As indicated above, the more detailed information often must be submitted for individuals who have a direct or indirect ownership interest of 10% or more. However, it is not always so limited. Some states have a smaller ownership threshold, such as 5%. Also, some states require information not only from natural person owners, but also entity owners. So, companies that will acquire a certain percentage of the licensee may need to submit financial statements or information about any significant issues or problems in the company's past. At its most onerous, states also can require information on the officers and directors of new entity owners.
A number of issues can arise from these broad concepts of a change in control. For example, one common question is what "ownership" interests trigger the process. The ownership of voting stock is often clearly within the requirements. However, state requirements also may pick up non-voting equity interests, as well as certain economic ownership interests. Transactions structured as debt financing would not trigger these obligations, because there is no "ownership." But even that is not absolute.
In addition to bright-line triggers, such as an equity stake of 10% or more, states may have a catch-all provision within the definition of "ownership" or "control" that picks up anyone who has the power to direct the management or policies of the licensee. That can have implications for transactions that do not involve any ownership. In particular, most debt financing transactions include certain negative covenants that place limits on the activities or actions of the licensee or the licensee's owners. A common covenant would prohibit the recipient of the financing from liquidating the company's assets. Those covenants are meant to protect the financer's investment, and it is commonly understood those types of limits would not be considered "control" of the licensed company. However, it is not hard to imagine a transaction with covenants and obligations that are so restrictive or broad they rise to the level of "control."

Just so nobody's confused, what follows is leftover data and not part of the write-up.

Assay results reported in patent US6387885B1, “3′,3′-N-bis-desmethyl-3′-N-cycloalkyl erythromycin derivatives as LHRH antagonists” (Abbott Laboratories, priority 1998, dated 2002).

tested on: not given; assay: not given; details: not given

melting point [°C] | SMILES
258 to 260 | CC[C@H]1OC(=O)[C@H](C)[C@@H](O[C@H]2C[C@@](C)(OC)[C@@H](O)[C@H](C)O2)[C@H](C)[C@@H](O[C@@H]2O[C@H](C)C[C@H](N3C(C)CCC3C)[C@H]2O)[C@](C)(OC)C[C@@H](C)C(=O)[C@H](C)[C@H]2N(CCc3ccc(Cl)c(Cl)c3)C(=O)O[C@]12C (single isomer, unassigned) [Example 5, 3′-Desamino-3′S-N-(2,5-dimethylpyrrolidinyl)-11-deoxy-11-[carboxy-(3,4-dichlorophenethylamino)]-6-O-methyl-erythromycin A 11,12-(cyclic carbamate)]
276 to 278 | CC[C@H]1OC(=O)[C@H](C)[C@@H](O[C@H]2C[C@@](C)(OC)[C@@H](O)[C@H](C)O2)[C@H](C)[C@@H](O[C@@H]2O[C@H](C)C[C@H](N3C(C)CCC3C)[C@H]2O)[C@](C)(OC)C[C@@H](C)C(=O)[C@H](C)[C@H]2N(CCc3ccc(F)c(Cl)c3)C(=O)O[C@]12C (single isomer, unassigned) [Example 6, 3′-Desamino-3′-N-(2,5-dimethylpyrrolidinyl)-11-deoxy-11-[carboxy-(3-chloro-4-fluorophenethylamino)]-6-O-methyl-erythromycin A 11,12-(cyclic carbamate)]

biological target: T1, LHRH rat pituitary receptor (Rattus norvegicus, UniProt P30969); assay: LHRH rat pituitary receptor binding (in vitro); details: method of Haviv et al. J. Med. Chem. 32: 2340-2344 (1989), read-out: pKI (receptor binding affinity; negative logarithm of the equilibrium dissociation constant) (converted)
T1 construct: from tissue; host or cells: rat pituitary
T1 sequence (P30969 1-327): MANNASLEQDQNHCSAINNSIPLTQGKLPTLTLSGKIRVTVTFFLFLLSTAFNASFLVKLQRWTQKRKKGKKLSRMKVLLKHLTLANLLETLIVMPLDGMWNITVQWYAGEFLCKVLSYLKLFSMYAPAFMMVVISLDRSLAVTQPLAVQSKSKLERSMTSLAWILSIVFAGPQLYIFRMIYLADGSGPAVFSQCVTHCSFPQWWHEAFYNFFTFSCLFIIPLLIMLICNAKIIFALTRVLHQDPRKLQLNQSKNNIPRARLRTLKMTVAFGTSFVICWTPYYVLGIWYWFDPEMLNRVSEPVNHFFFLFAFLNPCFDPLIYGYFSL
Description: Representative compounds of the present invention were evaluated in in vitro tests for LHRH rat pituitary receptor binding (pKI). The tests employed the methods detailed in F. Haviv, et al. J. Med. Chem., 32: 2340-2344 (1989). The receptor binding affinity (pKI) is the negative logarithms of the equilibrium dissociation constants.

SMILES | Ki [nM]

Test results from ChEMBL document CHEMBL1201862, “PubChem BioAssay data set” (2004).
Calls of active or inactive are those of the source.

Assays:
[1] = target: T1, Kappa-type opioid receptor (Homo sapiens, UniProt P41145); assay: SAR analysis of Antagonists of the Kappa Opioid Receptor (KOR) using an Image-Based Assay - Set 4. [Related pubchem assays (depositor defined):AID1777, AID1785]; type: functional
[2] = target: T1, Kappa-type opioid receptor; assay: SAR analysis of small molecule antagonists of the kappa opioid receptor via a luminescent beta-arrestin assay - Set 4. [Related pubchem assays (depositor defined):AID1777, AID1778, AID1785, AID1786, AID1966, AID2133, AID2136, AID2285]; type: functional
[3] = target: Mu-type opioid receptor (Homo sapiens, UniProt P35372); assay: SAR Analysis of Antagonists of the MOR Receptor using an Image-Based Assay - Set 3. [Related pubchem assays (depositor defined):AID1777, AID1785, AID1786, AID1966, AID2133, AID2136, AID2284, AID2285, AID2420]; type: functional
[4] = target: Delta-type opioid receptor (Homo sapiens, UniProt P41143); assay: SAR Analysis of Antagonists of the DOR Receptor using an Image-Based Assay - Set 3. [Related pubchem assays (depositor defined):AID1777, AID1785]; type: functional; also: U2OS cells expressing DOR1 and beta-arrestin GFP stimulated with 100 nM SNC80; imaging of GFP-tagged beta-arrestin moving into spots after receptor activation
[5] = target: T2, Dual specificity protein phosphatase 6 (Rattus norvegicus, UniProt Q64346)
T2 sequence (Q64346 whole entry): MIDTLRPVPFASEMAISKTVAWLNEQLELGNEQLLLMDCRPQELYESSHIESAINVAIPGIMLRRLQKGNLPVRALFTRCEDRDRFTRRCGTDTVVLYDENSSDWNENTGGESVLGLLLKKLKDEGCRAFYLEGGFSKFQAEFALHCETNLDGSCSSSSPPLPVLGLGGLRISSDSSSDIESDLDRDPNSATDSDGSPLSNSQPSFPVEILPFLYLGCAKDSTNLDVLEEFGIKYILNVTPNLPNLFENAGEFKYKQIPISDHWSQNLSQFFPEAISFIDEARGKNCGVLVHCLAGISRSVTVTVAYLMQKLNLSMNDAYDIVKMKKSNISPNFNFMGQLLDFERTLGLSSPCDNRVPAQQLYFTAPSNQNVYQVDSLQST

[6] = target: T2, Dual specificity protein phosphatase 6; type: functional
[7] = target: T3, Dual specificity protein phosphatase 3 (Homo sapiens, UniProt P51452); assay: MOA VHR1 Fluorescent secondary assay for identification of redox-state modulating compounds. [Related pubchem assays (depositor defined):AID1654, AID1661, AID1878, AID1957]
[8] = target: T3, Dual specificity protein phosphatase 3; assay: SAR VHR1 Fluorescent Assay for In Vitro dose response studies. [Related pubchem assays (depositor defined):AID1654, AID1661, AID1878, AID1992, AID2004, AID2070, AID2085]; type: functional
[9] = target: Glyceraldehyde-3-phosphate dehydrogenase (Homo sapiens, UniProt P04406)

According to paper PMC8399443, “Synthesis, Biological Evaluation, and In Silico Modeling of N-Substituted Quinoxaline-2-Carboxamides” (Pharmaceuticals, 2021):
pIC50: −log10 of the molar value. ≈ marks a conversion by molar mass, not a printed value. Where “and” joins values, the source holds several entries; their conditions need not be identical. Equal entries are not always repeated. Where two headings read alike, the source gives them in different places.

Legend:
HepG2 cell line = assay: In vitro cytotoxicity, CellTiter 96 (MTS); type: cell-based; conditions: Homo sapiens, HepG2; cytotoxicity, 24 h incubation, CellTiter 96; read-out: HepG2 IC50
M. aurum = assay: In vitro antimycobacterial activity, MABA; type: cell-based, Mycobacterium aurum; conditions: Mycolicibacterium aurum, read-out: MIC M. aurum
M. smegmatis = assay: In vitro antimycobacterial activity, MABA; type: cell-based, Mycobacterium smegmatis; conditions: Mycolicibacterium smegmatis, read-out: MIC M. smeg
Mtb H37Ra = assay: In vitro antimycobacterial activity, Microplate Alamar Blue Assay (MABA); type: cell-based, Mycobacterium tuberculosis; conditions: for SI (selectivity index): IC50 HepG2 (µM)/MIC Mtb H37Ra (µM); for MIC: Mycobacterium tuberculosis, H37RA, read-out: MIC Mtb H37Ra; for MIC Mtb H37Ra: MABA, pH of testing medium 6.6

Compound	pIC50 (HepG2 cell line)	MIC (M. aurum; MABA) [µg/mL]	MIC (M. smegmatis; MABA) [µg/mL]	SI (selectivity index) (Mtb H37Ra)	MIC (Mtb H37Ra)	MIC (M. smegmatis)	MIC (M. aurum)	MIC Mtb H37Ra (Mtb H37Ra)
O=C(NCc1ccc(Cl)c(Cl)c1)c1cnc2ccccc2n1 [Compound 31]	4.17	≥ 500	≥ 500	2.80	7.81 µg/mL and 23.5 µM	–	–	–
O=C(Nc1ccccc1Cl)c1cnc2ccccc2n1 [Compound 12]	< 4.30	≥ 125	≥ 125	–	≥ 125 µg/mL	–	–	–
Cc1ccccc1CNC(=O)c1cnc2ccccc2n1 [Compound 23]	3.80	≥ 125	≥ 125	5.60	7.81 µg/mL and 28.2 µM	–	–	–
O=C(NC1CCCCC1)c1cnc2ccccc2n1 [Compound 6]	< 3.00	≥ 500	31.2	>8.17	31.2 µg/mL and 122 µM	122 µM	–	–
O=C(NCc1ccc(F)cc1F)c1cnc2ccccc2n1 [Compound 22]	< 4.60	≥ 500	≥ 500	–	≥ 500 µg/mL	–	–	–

Further, even debt financing transactions with reasonable and typical provisions may not always be excluded from change in control requirements. At least one state has adopted a license that obligates the licensee to provide information on any person that lends, provides, or infuses, directly or indirectly, in any way, funds to or into a licensee.
Change in control issues are complex. It can be difficult to determine whether a transaction triggers the process, and if it does, there is also the need to figure out exactly what will be required. Complicating the process, the deals and transactions involved often develop very quickly. As much as possible, companies contemplating a change in control should consult counsel for help identifying and addressing these compliance issues early in the process. Knowledgeable counsel also may be able to advise on ways to structure the deal to mitigate the change in control requirements.